As expected, Amazon launched its first smartphone at an event in Seattle on Wednesday. Amazon is calling its device the Fire Phone, and it will cost $199 for a 32GB model with a 2-year AT&T contract. Without a contract, it will start at $649, bringing it in line with other high-end smartphones. It will launch on July 25 and you can pre-order it from Amazon now.
The physical device
Although Amazon’s not focusing on the specs for this device, instead opting to position it based on its unique 3D interface and the Amazon ecosystem, it’s a very nice phone; with the proper emphasis placed on ergonomics and features like the camera.
In addition to the four infrared cameras on the front, there’s a 13-megapixel shooter in the back paired with a f/2.0 five-element lens. The camera has some interesting features, including a dedicated camera button that not only acts as a shutter trigger, but also as a universal shortcut to bring the Camera app up. The lens is paired with Amazon’s optical image stabilization. Based on the time Amazon spent on the camera during the event, it appears to be one of the major features of the Fire Phone and it will be utilized by some of the phone’s more unique commerce features.
The specs are roughly what we expected, and match up well with last year’s nicest Android smartphones. It’s got a Qualcomm 800 processor with a Adreno 330 graphics processor, 2GB of RAM, and — in good news for small phone fans — a 4.7-inch 720p IPS display. “We picked 4.7 inches as the perfect size for one-handed use,” Bezos said.
The Fire Phone’s industrial design has been well considered: it’s got a Gorilla Glass front and back, with a machined aluminum body with some kind of rubber covering to prevent nasty falls. “We obsessed over the chamfers,” Bezos said. Even the handset’s earbuds got a little bit of attention with flat cables and embedded magnets that should, hopefully, reduce tangling.
Amazon’s phone is a physical one-click shopping tool
What is going to separate the Amazon’s Fire Phone from competitors like Samsung and Apple is its tight integration with Amazon services — not only its ecommerce behemoth, but also its burly cloud services. “Services matter, not just the hardware,” Bezos said.
Amazon introduced a new feature called Firefly, and it works similarly to Amazon Dash, a gadget Amazon introduced to make it easier to buy things on Amazon’s grocery service, Amazon Fresh.
Firefly works by either scanning a barcode or taking a picture of a consumer product. The Fire Phone takes all the data from those scanned goods into a list which allows customers to easily purchase them from — you guessed it — Amazon. Firefly doesn’t just work for physical goods, but can also recognize songs and television shows, similar to Shazam. But not only can it identify products, but Bezos also demonstrated a feature where it can recognize a painting and bring you to the Wikipedia entry.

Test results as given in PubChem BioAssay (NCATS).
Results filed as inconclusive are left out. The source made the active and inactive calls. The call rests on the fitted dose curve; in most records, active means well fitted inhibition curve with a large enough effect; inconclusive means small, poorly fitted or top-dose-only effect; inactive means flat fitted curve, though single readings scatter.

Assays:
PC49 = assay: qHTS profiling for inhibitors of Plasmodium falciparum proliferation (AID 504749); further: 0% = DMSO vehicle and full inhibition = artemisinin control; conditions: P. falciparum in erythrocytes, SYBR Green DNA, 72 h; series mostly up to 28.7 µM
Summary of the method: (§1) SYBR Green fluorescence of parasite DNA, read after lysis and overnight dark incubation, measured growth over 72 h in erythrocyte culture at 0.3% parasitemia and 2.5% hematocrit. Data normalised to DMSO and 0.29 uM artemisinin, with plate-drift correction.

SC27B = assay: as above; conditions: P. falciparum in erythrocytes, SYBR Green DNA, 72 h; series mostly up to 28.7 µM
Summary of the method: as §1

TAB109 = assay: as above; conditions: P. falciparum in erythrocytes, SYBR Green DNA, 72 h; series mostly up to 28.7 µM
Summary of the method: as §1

Firefly’s object recognition takes place in the cloud, but Bezos warned the bottleneck will be the photo upload speed. Third party apps like MyFitnessPal have already signed up to integrate with Firefly.
The Fire Phone will come with Mayday included. Mayday is Amazon’s live video support service, which debuted on the Kindle Fire. On the Fire Phone, it works over Wi-Fi or 4G, and according to Bezos, customers should be talking to a live person within 15 seconds of starting the app.
A new parallax-based gesture interface, powered by four infrared cameras
The Fire Phone’s most important hardware innovation is its unique 3D interface, powered by four infrared cameras mounted on each corner of the front. As had been predicted, the cameras can track the user’s head to produce a 3D effect on a standard screen. Bezos calls it “dynamic perspective.” The feature took a lot of trial-and-error and data to perfect face-tracking, which is an difficult problem to solve. “You have to be patient [developing hardware],” Amazon CEO Jeff Bezos said at the announcement. “You have to work at it and you have to obsess over the smallest of details.”
Currently, the 3D parallax effect has few built-in applications. The lock screen benefits from the camera sensors, with a few cool built-in landscapes. And the Maps app — which appears to be built on Nokia’s technology — can provide a sense of how tall certain skyscrapers are.
But where the four front-facing sensors will find the most use is through tilt gestures. You can tilt the phone to scroll up or down an article on the web or on the Kindle app. However, this feature most likely needs websites that are built for the Fire Phone. We’ll see.
Games, at least, need to be specifically built for Fire Phone. Amazon may have 240,000 apps in the Amazon Appstore, but how many of them support dynamic perspective? One of the biggest challenges facing this device will be developer adoption.
Pricing and perks
Although the Fire Phone will only work with the AT&T network at launch, it appears that it won’t be taking advantage of the Sponsored Data program. However, the device does come with a free year of Amazon Prime, even for current customers, which is a nice perk. Amazon’s not using Prime to sell its device at a discount, it’s using its full-price device to get people to sign up for Amazon Prime. The device also comes with unlimited photo storage through Amazon’s Cloud Drive.